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Resupply Craft Undocks, New Supply Vehicle Due June 15
International Space Station

Artist's rendering of the International Space Station with the ISS Progress 51 attached to the Zvezda service module. Credit: NASA TV

A trash-filled ISS Progress 51 resupply craft undocked from the aft-end port of the Zvezda service module Tuesday at 9:58 a.m. EDT. Commander Pavel Vinogradov closed the Russian cargo craft’s hatch Monday after a 6-1/2 week stay at the International Space Station.

The Progress 51 delivered 3.1 tons of food, fuel and equipment for the station crew on April 26. It had launched two days earlier from the Baikonur Cosmodrome in Kazakhstan. However, after reaching orbit one of its antennas for the KURS automated rendezvous system did not deploy.

As the Progress cargo craft departed, the ship's external cameras focused on navigational sensors on the Zvezda docking port. Imagery was gathered to confirm the sensors were not damaged when the Progress arrived at the station with one of its navigational antennas folded against its side. Those sensors are required for a new cargo ship to dock properly June 15.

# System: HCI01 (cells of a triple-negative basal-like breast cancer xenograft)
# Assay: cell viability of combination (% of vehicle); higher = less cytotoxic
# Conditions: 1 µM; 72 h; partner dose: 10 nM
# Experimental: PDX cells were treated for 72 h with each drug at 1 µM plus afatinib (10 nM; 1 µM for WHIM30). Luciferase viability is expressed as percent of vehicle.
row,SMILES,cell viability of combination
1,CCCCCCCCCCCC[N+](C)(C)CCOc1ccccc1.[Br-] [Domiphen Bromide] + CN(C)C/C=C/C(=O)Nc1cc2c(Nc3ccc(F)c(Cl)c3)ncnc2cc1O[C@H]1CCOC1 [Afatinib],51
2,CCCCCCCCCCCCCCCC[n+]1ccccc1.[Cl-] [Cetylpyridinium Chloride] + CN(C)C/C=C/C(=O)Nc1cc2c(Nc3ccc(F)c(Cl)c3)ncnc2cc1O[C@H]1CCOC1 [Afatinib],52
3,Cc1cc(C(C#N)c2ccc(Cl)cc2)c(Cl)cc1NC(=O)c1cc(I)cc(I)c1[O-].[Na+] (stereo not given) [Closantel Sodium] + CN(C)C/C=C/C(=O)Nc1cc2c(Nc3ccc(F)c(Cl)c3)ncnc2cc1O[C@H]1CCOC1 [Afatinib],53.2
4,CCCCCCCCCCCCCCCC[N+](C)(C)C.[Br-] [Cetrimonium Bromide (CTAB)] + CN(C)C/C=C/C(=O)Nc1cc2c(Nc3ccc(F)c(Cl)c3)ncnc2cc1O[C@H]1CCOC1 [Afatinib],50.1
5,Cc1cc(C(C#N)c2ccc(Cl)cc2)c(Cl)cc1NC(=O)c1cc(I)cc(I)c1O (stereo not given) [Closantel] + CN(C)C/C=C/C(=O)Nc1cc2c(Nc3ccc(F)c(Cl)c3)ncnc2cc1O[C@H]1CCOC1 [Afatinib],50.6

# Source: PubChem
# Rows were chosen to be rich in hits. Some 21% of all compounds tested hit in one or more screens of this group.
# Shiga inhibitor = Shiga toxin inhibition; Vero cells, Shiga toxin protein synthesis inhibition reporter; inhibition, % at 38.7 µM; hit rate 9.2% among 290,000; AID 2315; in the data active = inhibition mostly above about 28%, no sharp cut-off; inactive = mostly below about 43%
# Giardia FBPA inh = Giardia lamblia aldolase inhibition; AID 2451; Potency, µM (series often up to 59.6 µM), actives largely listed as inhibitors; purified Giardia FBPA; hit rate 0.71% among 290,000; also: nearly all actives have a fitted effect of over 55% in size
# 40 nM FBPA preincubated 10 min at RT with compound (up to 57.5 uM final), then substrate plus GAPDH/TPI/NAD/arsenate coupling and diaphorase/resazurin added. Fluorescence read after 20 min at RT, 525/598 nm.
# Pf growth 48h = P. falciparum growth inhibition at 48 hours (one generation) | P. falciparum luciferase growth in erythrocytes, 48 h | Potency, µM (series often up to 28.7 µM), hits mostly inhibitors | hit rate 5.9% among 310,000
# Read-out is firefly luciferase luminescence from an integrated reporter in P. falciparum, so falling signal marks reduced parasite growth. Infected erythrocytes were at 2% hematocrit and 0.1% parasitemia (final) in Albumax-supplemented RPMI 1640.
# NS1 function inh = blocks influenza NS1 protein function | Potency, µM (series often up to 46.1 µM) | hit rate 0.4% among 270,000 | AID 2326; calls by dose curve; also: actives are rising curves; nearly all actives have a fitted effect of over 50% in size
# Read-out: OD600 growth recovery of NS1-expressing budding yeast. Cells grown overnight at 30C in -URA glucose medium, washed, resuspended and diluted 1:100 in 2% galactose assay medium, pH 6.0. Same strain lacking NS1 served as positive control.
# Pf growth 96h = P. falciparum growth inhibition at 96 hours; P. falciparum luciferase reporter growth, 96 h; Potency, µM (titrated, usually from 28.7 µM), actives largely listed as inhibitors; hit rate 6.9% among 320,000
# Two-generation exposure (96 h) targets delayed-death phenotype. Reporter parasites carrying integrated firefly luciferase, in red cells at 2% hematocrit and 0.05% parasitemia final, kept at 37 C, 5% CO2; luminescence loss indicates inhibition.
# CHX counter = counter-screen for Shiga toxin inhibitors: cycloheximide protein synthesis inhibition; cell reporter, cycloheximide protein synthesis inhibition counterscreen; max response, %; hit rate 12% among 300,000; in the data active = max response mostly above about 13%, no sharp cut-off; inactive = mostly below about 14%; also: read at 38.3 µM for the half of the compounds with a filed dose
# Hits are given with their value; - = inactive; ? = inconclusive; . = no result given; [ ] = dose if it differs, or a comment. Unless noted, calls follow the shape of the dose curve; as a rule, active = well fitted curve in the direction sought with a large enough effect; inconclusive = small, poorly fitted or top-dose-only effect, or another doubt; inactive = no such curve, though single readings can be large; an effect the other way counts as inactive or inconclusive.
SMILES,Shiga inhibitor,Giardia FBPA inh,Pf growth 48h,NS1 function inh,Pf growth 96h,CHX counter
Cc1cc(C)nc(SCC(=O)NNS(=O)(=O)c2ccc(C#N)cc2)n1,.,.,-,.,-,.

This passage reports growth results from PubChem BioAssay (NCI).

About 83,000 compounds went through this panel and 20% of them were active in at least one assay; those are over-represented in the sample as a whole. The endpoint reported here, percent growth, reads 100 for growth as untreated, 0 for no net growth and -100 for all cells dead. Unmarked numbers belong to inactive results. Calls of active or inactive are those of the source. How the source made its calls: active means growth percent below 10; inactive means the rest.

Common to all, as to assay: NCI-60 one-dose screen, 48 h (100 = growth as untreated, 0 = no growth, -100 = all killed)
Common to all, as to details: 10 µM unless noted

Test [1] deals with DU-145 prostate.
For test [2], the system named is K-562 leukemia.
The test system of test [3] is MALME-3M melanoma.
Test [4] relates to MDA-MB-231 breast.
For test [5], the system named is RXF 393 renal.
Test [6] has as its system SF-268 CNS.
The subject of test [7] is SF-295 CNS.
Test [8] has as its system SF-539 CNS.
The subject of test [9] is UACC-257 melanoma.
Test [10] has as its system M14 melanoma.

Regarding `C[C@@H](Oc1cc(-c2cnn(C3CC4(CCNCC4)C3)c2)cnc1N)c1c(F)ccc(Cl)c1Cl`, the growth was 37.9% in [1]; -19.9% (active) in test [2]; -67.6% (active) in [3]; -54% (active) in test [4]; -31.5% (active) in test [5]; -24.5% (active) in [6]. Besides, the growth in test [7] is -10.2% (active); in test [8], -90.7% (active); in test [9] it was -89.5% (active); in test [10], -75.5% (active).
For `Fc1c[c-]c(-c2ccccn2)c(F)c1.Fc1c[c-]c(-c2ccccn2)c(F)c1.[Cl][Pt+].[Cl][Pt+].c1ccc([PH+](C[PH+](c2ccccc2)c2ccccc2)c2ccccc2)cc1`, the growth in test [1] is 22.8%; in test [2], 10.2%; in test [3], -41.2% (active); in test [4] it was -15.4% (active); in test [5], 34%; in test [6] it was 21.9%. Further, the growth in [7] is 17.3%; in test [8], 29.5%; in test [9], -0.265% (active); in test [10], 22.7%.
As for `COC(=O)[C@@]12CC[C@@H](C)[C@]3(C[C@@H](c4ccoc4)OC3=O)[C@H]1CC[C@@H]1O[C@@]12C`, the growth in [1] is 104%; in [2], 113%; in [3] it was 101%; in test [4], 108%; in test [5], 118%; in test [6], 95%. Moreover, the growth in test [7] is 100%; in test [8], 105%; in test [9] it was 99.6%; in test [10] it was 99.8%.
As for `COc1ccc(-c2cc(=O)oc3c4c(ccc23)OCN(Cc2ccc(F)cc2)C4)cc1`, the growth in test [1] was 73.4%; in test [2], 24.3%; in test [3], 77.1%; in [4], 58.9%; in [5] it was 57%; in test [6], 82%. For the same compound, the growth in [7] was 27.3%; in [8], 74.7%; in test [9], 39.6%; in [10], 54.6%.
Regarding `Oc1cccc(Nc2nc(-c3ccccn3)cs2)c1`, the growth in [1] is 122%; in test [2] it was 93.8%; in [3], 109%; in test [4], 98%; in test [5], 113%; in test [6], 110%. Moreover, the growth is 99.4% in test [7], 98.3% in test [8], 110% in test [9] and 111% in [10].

› Read more about the ISS Progress 51 docking

The Progress 51 will orbit Earth at a safe distance from the station for a few days while controllers in Moscow perform engineering tests. Afterwards, the cargo craft will re-enter the atmosphere over the Pacific Ocean for a fiery disposal.

Meanwhile, Europe’s Automated Transfer Vehicle-4 (ATV-4) is closing in on the station waiting to occupy the same port that hosted the Progress 51. Nicknamed the “Albert Einstein,” the ATV-4 will automatically dock to the station June 15 after launching ten days earlier from Kourou, French Guiana, atop an Ariane 5 rocket.

› Read more about the launch of the ATV-4

The ATV-4 is delivering 5,465 pounds of dry cargo, experiment hardware and supplies. It is also carrying 1,896 pounds of propellant for transfer to the Zvezda service module, 5,688 pounds of propellant for reboost and debris avoidance maneuver capability, 1,257 pounds of water and 220 pounds of oxygen and air.

› Read more about Expedition 36